It’s a fascinating question, and my initial challenge to it is: do we? The variations that we see in human populations are enough to warrant human behaviour reflecting them, and those differences in things like skin colour and facial features are the source of many conflicts and battles over human history – but I’m not sure it’s correct.
"If you look at the amount of genetic difference around the world, you see something very interesting – there is more genetic variation within Africa than in the rest of the world put together."
When it comes to the very obvious things, like skin colour, this is a phenomenon in which biology is effectively deceiving us. Because the number of genetic changes that result in all the skin hues we see around the world are a) very small – only a few genes, and b) isn’t reflected in the overall variation that we see within genomes. We do know that pale skin probably originated about 10,000 years ago, probably in an individual somewhere in Europe, and that all pale-skinned people inherit their pale skin-ness from that individual.
The human species, when it began in East Africa, was dark-skinned. But if you look at the amount of genetic difference around the world, you see something very interesting – there is more genetic variation within Africa than in the rest of the world put together. And that makes perfect sense, because only a small population left Africa, and effectively populated the entire world, which meant that there was not very much genetic variation within that group. The people who remained in Africa are much more genetically diverse as a result. If you take two black-skinned people from Uganda and Ethiopia, and compare their entire genomes with each other, they will be much more different to each other than either one of them is to anyone of European descent. A Chinese man is genetically more similar to a Ugandan than a Ugandan is to a man from Sudan.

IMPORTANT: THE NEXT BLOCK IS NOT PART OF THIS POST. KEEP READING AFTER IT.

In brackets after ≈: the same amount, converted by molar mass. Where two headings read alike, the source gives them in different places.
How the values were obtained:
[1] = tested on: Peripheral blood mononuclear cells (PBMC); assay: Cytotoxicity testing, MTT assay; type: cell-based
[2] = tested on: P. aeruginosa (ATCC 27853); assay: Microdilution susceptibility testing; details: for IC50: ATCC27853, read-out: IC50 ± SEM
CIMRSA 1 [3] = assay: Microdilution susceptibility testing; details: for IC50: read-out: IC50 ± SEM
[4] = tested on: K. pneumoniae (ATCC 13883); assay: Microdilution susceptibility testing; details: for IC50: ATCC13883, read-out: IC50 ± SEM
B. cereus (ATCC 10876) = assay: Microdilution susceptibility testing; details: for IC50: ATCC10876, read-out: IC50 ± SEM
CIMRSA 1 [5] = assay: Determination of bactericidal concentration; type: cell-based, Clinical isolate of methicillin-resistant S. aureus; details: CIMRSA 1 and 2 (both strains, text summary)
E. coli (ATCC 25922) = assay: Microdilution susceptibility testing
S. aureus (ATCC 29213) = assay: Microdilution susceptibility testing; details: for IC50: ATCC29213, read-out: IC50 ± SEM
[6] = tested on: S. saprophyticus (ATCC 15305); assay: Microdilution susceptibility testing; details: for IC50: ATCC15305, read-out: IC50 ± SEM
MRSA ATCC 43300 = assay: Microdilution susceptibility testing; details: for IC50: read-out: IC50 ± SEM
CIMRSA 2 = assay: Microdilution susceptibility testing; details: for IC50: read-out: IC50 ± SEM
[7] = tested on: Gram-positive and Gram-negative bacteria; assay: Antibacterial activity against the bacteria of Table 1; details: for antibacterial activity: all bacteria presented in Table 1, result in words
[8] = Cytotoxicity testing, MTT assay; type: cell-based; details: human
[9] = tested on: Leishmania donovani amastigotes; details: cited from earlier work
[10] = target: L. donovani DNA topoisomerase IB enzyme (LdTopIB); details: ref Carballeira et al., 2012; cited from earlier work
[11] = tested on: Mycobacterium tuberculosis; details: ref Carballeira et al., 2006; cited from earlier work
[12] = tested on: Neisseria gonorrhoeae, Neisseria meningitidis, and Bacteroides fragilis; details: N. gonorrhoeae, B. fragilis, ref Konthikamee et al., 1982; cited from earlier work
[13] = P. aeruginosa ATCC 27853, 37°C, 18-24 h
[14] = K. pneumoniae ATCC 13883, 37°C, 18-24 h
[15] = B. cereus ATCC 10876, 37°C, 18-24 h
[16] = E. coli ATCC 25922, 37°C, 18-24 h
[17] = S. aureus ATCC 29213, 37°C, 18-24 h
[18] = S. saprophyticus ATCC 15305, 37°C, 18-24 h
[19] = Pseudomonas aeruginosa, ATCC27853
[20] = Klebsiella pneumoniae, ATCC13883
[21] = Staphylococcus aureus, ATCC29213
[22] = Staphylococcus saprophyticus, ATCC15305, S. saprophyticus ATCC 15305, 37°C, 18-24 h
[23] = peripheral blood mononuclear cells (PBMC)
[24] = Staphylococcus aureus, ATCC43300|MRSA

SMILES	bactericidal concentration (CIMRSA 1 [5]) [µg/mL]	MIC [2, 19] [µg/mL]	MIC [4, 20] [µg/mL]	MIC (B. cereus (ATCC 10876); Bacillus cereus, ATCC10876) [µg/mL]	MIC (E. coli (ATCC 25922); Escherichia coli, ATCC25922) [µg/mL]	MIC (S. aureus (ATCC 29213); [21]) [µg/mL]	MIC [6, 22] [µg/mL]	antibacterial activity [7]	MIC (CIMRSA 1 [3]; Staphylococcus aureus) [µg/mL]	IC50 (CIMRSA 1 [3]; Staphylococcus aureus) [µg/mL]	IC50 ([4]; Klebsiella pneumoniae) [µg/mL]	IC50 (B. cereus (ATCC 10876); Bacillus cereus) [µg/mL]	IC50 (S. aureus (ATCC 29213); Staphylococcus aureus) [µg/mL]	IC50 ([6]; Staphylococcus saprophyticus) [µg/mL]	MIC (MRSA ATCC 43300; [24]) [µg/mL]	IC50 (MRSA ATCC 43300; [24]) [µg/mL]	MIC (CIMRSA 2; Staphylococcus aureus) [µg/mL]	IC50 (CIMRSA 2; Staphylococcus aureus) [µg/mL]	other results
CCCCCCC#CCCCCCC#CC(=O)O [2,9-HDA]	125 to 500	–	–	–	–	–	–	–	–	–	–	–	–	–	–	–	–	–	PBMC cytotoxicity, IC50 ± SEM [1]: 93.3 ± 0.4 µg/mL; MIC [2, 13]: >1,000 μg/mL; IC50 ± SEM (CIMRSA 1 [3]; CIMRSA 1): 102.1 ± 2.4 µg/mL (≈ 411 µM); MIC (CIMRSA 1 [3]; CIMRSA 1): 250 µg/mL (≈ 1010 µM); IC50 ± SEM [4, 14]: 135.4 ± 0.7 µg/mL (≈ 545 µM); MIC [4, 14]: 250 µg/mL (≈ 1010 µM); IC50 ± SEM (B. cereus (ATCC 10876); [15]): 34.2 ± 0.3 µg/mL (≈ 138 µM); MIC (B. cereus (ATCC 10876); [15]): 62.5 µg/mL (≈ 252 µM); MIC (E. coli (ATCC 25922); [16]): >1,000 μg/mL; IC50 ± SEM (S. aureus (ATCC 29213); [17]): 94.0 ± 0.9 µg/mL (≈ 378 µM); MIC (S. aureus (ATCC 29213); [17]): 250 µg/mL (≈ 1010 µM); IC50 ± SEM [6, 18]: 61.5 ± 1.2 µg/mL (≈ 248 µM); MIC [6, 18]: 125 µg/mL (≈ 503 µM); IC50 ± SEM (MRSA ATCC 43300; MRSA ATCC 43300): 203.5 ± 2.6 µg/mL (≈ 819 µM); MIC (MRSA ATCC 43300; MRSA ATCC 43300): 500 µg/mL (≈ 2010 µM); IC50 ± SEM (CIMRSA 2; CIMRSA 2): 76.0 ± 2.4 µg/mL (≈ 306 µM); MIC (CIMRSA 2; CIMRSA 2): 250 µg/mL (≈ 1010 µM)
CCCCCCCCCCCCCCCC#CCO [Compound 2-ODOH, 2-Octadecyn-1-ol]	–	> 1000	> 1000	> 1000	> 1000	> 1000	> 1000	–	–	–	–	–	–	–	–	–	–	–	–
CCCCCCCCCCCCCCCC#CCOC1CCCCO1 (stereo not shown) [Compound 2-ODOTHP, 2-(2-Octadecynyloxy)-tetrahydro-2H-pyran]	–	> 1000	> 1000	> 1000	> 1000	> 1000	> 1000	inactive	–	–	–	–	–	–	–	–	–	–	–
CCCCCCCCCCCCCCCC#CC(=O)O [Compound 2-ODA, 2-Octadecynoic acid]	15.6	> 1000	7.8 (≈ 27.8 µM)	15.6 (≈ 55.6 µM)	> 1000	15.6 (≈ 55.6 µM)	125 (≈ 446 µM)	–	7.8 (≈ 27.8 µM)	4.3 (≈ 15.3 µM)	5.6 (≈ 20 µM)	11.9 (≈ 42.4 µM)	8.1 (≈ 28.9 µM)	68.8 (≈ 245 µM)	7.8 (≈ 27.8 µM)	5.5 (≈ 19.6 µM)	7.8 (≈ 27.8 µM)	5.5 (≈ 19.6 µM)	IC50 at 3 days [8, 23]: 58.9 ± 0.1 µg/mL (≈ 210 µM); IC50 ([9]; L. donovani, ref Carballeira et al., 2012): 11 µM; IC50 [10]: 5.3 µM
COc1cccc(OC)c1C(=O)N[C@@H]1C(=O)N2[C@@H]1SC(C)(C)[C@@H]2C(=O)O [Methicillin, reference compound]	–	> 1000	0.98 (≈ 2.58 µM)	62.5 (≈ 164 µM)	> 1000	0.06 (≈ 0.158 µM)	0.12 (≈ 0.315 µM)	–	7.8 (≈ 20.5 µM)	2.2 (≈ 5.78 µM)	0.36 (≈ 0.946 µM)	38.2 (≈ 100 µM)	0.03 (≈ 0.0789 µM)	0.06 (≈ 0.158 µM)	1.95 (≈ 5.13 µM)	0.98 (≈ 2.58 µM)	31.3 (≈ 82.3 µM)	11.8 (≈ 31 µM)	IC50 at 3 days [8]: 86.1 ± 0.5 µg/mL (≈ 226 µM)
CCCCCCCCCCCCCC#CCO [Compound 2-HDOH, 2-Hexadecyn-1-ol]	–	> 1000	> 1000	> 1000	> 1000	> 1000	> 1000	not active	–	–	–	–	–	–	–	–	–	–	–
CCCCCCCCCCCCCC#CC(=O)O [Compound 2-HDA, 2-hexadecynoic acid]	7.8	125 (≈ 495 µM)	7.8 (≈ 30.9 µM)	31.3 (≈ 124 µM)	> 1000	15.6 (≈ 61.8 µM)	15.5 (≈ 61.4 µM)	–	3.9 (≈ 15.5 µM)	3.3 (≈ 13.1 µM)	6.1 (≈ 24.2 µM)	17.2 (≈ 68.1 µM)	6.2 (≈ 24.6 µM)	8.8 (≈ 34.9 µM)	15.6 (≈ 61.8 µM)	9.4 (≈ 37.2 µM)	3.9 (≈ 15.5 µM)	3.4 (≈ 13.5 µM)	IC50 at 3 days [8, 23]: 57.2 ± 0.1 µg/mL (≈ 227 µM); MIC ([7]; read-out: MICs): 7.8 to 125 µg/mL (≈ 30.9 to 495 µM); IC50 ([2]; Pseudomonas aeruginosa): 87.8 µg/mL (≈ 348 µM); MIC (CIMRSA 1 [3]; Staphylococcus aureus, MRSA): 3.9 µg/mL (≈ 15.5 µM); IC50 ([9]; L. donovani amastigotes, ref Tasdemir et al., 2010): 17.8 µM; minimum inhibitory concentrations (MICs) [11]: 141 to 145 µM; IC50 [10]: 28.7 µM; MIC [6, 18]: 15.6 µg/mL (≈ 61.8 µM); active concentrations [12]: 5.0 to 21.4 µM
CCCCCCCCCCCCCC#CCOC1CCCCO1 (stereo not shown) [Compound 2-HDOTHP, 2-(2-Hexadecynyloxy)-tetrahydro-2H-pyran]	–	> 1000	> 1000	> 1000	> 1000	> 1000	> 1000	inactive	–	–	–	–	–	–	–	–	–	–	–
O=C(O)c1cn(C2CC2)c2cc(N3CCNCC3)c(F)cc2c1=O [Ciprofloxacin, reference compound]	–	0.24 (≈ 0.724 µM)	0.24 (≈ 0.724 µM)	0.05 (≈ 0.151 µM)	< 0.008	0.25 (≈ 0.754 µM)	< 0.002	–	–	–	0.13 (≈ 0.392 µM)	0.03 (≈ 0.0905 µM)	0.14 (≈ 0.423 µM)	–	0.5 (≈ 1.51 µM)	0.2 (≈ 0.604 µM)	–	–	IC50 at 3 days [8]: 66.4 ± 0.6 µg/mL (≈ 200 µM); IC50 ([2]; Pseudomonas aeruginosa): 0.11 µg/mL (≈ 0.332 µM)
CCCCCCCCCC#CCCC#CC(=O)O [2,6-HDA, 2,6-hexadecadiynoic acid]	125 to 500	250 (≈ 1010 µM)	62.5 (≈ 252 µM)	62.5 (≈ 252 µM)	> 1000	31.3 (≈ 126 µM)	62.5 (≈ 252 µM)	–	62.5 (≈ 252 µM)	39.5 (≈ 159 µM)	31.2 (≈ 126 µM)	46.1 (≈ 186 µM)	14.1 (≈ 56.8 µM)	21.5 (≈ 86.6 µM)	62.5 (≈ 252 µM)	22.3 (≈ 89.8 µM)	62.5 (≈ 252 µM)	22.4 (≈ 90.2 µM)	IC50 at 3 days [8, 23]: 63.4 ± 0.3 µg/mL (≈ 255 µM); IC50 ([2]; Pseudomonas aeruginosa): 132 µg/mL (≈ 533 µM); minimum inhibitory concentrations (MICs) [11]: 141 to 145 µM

"A big misunderstanding about evolution, especially human evolution, is that all of our physical characteristics are the result of positive natural selection"
So it’s gene/culture co-evolution. We have strong evidence that pale skin is an adaptation to northern climes with less sunlight. Vitamin D deficiency occurs when you’re not exposed to much sunlight, so reducing the amount of melanin, which blocks sunlight, increases the level of Vitamin D production. So that definitely looks like an advantageous trait which evolved in the people of northern Europe at that time, and has spread around the world through migration ever since.
There are other factors that convey obvious physical differences – but we don’t know whether they were selected. A big misunderstanding about evolution, especially human evolution, is that all of our physical characteristics are the result of positive natural selection. We just don’t know that. So many of our physical characteristics are just there because they’re there – a phenomenon in evolution called genetic drift. So we can broadly say that East Asians have a different skin tone, and certain typical characteristics – thicker black hair, different density of sweat glands, almost all of them have a different shape of the back of their teeth than almost everyone else on Earth, and the fold of skin above the eyes which gives them a distinctive shape. A lot of those characteristics that we associate with East Asian looks come from a single mutation that occurred approximately 31,000 years ago somewhere in Middle Asia.
Does that mean that they were selected, and that this conferred some great advantage to the people who had it, compared with people who didn’t? We don’t know. Probably not. It’s more likely that this is just something that happened, and spread through a population over the following tens of thousands of years. What that means is there’s a genetic difference which means these people look a bit like this. Does it mean anything biologically? No. Not at all.